Traditionally the  filling that is used is made up of Suji (Farina), Sugar and lots of dry fruits crushed like almonds, pistachio and cashew nuts.

But I wanted to make the same traditional karanji or gujiya with a difference so I decided to make two variations:

Green apple, vanilla pods, suji, coconut, brown and white sugar.

  1. Suji (Farina), green apple, brown sugar and vanilla
  2. Suji (Farina), dry coconut and green cardamom.


I’m going to put the different parts of this dish together!

Let’s start with making the filling:

  1. Take a cup of the suji (farina) and lightly brown it in a pan.
  2. For the green apple and vanilla filling:
    1. Cut 1 green apple into small bite size pieces.
    2. Take 2 vanilla pods and slit the pod open along its length, then scrape out the small, sticky seeds using the tip of a sharp knife.
    3. Take 2 tablespoons of brown sugar and crush it into a powder. I like the granular effect of sugar, so I don’t crush the brown sugar too fine.
    4. Mix half the suji (farina), green apple, vanilla seeds and brown sugar in a bowl and set aside
  3. For the coconut and green cardamom filling:
    1. Take 1 cup of dry coconut and shred it in a mixer.
    2. Take 6 to 8 green cardamoms and slit them open. Remove the cardamom seeds and crush them using a mortar and pestle.
    3. Take 3 table spoons of white sugar and crush it into a powder.
    4. Mix half the suji (farina), with a dry coconut, cardamom and sugar.

Remember to taste the fillings and adjust it to your taste. I don’t like the sweet to be over-bearing, so I have used less of sugar.

Now lets make the pastry dough:

  1. Take 2 cups of all purpose flour.
  2. Take 2 table spoons of clarified butter and heat it lightly so it melts
  3. Boil 2 cups of water, so you can use it to knead the dough.
  4. Mix the clarified butter in the all purpose flour and add the water slowly while kneading the dough.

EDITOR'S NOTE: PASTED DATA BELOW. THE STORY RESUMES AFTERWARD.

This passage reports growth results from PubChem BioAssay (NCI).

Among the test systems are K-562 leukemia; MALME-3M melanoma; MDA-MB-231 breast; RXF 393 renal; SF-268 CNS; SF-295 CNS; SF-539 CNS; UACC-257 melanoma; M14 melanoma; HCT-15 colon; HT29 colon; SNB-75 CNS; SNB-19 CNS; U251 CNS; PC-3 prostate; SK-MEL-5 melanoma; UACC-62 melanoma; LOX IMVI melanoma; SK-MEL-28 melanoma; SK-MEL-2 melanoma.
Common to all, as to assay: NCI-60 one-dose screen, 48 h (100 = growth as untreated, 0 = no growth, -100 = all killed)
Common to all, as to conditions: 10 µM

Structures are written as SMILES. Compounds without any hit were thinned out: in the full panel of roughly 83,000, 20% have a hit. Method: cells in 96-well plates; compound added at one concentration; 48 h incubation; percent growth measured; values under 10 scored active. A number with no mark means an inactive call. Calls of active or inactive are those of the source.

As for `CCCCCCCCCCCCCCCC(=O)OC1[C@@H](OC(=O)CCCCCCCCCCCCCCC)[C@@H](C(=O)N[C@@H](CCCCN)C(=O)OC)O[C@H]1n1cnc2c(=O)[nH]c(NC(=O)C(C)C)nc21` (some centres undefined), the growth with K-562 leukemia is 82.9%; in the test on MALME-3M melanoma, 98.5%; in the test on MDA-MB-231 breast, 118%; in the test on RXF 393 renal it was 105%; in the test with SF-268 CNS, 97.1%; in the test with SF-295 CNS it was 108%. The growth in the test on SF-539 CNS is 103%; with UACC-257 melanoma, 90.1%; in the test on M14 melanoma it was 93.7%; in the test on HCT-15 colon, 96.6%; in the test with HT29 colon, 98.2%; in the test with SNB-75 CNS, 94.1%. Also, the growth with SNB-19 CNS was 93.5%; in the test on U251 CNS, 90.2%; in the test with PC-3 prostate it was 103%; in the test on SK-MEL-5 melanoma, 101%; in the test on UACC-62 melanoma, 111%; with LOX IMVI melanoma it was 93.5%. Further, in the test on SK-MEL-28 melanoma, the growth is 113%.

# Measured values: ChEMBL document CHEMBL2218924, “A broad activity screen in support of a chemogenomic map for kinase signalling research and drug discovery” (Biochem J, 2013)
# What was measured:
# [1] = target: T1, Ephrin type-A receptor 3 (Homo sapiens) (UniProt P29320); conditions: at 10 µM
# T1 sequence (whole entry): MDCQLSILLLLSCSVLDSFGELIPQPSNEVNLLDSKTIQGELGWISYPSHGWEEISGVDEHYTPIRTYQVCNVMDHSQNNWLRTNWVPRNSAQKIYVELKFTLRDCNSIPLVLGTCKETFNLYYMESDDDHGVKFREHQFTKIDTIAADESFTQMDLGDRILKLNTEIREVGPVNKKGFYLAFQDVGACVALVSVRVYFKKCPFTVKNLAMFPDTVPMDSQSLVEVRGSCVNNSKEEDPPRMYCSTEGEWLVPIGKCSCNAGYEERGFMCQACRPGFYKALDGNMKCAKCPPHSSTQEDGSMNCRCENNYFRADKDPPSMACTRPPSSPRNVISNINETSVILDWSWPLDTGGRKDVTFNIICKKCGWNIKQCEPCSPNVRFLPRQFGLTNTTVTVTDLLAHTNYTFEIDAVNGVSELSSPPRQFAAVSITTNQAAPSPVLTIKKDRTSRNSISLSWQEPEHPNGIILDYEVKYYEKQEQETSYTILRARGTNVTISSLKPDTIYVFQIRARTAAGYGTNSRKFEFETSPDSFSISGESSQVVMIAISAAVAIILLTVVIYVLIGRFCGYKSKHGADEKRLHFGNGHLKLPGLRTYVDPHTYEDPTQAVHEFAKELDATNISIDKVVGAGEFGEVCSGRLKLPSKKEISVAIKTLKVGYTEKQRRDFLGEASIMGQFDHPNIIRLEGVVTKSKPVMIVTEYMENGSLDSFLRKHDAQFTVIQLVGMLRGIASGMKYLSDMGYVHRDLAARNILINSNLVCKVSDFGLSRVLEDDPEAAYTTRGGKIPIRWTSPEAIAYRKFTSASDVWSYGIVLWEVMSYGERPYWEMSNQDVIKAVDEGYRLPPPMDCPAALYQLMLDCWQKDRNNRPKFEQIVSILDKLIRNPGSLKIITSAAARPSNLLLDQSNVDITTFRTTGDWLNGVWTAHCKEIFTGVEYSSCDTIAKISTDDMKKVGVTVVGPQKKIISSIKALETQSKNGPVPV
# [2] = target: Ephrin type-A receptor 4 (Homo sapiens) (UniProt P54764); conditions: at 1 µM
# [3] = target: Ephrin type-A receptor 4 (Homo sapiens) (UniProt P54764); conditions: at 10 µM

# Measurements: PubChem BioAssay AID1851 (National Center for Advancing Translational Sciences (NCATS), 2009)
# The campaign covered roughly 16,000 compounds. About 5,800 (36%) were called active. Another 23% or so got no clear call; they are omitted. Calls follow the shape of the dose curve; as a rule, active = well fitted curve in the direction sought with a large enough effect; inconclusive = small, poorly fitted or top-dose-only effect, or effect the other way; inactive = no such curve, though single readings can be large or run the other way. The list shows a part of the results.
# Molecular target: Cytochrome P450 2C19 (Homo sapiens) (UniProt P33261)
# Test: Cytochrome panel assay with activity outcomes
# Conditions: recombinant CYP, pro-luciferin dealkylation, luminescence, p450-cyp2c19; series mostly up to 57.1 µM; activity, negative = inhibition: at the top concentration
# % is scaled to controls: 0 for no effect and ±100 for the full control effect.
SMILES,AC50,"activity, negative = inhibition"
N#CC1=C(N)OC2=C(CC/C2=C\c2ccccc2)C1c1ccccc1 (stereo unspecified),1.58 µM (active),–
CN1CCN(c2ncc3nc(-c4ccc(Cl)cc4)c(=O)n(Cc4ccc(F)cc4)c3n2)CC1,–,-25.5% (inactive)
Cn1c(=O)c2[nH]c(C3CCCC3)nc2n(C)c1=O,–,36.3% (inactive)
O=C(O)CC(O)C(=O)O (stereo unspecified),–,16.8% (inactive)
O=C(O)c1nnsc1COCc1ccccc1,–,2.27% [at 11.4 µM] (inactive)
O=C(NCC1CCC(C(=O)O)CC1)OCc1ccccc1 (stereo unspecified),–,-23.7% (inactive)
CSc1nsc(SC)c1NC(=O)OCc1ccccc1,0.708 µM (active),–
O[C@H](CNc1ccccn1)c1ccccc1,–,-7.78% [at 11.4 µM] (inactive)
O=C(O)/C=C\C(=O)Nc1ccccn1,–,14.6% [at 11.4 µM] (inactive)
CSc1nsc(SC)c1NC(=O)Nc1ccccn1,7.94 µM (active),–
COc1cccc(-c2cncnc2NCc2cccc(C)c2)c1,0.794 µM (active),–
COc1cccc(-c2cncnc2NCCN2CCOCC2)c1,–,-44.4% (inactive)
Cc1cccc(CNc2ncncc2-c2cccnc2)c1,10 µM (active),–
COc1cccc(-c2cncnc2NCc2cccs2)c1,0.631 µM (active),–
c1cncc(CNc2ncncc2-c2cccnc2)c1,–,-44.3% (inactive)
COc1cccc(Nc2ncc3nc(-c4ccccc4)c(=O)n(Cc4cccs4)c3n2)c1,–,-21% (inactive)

5. The consistency of the dough has to be soft but firm.
  6. Once the dough is ready, let it rest for 10 minutes

Half moon shaped pastry

Ok, so now its time to put it all together. Now this is where it gets interesting. Let me explain what we are trying to do. The aim is make a half moon shaped pastry with a filling.

  1. Basically, we will roll the dough into 4 to 5 inch rounds pastries.
  2. Put the filling in the center.
  3. To seal the two ends, apply water using your finger tips to the circumference edge.
  4. Bring the two sides of the pastry together and gently press the edges.
  5. At the edge, we want a nice pleated look, so using start pinching and pleating across the rounded side of the half moon.
  6. Deep fry 2 to 3 karanji’s in hot oil for a few minutes turning over until slightly brown.
  7. Also remember to let the karanji cool down. That will help the outer crust to get crunchy!

Well well, it all took 1.5 hours all in all from start to finish. The key was the filling the pastry and closing the sides so that it has the neat look as well as it doesn’t open while you are frying the karanji’s.Karanji - Green Apple & Vanilla and Coconut & Green Cardamom

After the whole thing, one of the variations I wish I had tried was that instead of deep frying, it would have been interesting to bake the karanji. Well next  time!

Phew after all that the verdict wasn’t bad, Mom said it was the nicest karanji variation that she had eaten. My sister would like the coconut to be slightly moist and pluto (my dog) enjoyed the coconut and cardamom karanji!

I was happiest when my sister said the green apple and vanilla is surely not like an Indian dessert! Well that is what makes it millennial cooking!